5. If you play with fire, you can get burned.
    • Pirate Bay anyone? Think bit torrents are awesome? Love watching free movies and listening to free music? If so, you’re in the danger zone. You’d better know exactly what you’re downloading and what your security settings are or you’ll have unwanted pop-ups (at the very least). I shudder when I try to imagine the worst.
    • Do you know what Tor is? Like scouring the “Dark Web?” If you’re dabbling in this zone your security skills will need to be well beyond mine in order to maintain total control of your security. Get in touch with me and let’s share notes.

Next, the secret weapon that you can use to prevent someone from hacking your account even if they have your username and password. Two-Step Verification! I can’t recommend it enough, but it isn’t for everyone.

“What kind of witchcraft is this!?” you might ask. “How can someone who knows my password be prevented from accessing my account?” Most major services on the web now offer some form of Two-Step Verification. Basically, when logging into your account on a new device (or a different app or browser, even on the same device) for the first time; you’ll be prompted for a special code in addition to your username and password.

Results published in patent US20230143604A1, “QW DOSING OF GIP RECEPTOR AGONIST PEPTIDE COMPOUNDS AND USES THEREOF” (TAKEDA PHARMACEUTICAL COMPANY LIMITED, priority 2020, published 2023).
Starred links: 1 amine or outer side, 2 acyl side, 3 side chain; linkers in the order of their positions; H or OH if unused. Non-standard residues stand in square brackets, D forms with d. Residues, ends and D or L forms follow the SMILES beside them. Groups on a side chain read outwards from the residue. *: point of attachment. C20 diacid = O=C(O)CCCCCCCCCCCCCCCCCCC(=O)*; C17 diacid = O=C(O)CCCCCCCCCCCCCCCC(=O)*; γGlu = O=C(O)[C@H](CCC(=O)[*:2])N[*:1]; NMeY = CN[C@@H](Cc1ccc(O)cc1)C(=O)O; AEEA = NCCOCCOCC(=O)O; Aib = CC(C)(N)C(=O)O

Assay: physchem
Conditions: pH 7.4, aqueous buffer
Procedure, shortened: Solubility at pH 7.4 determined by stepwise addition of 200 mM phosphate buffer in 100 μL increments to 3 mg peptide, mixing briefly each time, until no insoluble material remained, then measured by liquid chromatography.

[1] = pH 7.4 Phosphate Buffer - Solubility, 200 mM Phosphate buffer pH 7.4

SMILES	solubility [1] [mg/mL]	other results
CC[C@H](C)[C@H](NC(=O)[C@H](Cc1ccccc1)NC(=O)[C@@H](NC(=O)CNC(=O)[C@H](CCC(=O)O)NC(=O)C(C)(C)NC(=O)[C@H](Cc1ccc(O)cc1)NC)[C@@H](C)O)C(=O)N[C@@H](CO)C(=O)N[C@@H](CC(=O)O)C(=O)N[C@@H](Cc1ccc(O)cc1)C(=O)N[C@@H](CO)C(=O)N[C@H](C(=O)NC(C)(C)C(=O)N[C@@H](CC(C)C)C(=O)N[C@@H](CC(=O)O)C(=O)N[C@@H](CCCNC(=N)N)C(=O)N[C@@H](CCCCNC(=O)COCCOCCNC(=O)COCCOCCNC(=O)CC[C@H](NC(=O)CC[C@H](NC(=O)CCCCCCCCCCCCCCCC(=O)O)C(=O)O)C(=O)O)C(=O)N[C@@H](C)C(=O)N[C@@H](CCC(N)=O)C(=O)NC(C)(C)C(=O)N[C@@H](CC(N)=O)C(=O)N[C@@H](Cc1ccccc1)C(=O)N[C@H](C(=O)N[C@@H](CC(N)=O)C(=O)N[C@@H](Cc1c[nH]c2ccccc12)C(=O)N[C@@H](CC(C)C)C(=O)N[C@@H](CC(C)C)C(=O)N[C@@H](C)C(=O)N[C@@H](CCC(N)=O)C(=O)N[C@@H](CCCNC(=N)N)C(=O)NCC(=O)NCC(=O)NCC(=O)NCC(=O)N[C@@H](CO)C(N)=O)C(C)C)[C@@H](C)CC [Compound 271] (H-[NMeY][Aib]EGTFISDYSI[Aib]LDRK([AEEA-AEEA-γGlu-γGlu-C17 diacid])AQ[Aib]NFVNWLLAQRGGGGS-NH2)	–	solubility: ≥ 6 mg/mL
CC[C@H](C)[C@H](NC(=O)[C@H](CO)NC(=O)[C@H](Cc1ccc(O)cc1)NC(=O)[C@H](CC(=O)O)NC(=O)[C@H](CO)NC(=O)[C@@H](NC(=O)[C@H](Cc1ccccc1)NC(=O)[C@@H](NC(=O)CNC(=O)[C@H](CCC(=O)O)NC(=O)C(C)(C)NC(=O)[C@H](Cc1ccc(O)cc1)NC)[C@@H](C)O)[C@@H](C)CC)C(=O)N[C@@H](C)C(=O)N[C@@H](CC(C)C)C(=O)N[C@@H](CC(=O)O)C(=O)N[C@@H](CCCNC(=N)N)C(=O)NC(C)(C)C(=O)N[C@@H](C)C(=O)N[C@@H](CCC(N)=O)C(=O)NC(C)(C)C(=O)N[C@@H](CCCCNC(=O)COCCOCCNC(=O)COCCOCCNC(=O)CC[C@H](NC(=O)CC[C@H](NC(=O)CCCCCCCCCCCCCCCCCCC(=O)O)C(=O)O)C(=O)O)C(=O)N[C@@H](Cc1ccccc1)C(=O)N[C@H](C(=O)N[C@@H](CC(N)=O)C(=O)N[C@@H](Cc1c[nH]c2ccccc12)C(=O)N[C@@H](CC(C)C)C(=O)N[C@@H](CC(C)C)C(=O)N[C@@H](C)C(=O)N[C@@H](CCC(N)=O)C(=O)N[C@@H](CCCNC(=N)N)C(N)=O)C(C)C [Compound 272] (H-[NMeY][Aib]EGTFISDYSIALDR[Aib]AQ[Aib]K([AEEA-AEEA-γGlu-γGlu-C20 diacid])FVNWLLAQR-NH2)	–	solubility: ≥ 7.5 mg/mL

Typically this code is sent to you by text or displayed on a code generating application that can run on your phone or mobile device. So if you’re like me, and always have your phone within reach, this is ideal. If you don’t have your phone with you at all times able to receive a text message or generate a code, this feature is likely not for you.

Here’s how it works: After setting up this feature at home I login to Facebook. I have to put in my username, password, and THEN open the code generator application on my phone to type in the current code (which changes every 20 or so seconds). Because I’m at home, the next time I login I don’t have to put in the code because I’ve logged in from home before (I click “Save this browser”). Now, if I’m going to Facebook at the library I will need to do all the above, but click “don’t save this browser” when prompted.